The economic managers welcomed the approval of the Senate resolution concurring in the ratification of the Regional Comprehensive Economic Partnership (RCEP) agreement on February 21, 2023. Photo from Department of Finance Fb page

BETTER late than never! At long last, despite some opposition and resistance from several nongovernmental organizations, primarily agriculture-based groups which have been asking members of the Senate to abandon the trade pact, the Regional Comprehensive Economic Partnership (RCEP) was ratified by the Senate last Feb. 21, 2023 after two days of plenary debates. It will be recalled that former president Rodrigo Duterte signed the RCEP, but for it to be fully effective, it needs the concurrence of the Senate. Thus far, 20 senators have voted in favor of RCEP, one abstained and one voted against.

RCEP in a nutshell

The RCEP is thus far the biggest trade deal in history and globally. It is a genuine trade deal for Asia in Asia. It is an essential agreement for the Philippines and the Asia-Pacific region. It brought all 15 countries, Asean (Association of Southeast Asian Nations) member states and their major trading partners — Australia, China, Japan, New Zealand and South Korea — together in simplified trade processes and arrangements for the first time.

Geopolitically speaking, RCEP is a win-through of Asean centrality because Asean was in the midst of the RCEP’s negotiation process. Thus, RCEP is a showcase of the middle-power diplomacy of Asean, which also means that Asean member states like the Philippines are vital players in setting the terms of engagement, and rules played and to be played by RCEP.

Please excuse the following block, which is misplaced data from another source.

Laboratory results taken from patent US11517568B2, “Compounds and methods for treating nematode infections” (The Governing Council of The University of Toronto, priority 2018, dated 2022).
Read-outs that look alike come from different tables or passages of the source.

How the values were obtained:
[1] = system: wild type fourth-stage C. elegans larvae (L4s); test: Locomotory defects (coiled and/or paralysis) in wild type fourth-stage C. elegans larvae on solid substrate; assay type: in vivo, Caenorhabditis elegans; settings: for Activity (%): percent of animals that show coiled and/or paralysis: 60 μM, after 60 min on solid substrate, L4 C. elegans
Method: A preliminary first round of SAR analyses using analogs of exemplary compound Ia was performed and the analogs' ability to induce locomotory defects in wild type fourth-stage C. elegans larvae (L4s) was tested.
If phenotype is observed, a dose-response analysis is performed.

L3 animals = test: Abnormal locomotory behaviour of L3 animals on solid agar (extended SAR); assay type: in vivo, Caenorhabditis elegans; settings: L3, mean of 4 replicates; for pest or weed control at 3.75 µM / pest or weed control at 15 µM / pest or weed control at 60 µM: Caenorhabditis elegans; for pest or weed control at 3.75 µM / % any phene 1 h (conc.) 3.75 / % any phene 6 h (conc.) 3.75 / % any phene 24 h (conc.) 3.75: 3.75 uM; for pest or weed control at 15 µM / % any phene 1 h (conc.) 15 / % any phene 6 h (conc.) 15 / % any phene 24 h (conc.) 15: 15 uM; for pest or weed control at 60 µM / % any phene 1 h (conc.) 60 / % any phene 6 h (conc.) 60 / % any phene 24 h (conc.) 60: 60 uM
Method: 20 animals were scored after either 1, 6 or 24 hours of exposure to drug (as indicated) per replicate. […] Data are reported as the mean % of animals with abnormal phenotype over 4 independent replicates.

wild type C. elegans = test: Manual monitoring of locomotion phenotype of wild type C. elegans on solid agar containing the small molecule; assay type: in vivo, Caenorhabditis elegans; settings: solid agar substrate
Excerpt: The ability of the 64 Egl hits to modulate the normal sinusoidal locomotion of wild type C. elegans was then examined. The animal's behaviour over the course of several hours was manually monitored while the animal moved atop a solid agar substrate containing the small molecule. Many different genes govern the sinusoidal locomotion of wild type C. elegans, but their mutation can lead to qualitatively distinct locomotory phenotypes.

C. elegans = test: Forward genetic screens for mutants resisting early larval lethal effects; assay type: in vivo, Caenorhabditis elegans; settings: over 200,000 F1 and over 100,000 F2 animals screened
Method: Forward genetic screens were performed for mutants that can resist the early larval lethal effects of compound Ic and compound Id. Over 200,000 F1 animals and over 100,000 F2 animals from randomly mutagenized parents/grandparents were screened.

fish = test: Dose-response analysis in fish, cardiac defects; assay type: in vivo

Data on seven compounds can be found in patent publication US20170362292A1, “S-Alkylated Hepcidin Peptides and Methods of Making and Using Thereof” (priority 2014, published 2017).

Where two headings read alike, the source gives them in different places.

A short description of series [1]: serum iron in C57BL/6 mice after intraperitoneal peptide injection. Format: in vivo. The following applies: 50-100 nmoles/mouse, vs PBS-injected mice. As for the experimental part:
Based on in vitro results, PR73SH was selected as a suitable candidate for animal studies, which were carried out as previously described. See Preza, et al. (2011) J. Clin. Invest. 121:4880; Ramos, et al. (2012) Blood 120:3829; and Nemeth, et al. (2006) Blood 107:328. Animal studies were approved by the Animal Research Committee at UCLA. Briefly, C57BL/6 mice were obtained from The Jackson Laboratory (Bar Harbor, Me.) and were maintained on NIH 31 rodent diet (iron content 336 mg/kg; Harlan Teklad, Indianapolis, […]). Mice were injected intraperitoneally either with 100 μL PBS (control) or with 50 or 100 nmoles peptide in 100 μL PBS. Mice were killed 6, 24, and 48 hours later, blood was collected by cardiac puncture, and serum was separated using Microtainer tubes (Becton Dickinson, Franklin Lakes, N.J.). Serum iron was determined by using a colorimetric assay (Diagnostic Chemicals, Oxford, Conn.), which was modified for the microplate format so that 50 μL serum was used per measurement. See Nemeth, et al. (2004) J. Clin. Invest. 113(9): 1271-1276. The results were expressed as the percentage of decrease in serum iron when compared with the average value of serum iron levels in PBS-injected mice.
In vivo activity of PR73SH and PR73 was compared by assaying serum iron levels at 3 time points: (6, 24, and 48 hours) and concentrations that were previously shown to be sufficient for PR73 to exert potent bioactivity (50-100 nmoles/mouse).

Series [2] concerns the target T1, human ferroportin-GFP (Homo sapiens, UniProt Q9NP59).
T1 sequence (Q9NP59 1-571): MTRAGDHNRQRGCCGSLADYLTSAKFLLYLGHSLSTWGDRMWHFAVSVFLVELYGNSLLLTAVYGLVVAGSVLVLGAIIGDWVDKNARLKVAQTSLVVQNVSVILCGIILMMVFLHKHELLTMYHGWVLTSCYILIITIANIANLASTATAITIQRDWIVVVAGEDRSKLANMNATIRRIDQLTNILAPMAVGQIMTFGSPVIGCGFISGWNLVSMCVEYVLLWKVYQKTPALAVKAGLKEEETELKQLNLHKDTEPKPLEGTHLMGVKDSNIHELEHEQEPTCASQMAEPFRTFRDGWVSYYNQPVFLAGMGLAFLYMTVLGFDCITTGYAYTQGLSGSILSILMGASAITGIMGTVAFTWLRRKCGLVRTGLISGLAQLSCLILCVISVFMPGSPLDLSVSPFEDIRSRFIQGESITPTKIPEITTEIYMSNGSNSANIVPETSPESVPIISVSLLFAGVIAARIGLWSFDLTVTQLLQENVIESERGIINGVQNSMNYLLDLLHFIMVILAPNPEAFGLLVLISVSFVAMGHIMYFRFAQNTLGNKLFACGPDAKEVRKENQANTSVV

RCEP provides a framework for regional economic and trade cooperation in the broader Asia-Pacific region. It integrates and optimizes the region’s economic and trade rules in a wide range of fields, including goods, services, investment, intellectual property rights, e-commerce and competition policy, which further promote the integrated development of the industrial chain, supply chain and value chain in the region. Besides its size, RCEP reinforces regional supply chain integration by liberalizing rules of origin. It allows traders, particularly from the Philippines, to source intermediate goods from any of the 15 members with only one certification of origin, further enhancing East Asia’s regional economic integration and significantly improving the overall business environment in the region. In retrospect, an integrated hyper-sized market has been born out of RCEP, injecting a strong impetus into regional and global economic growth.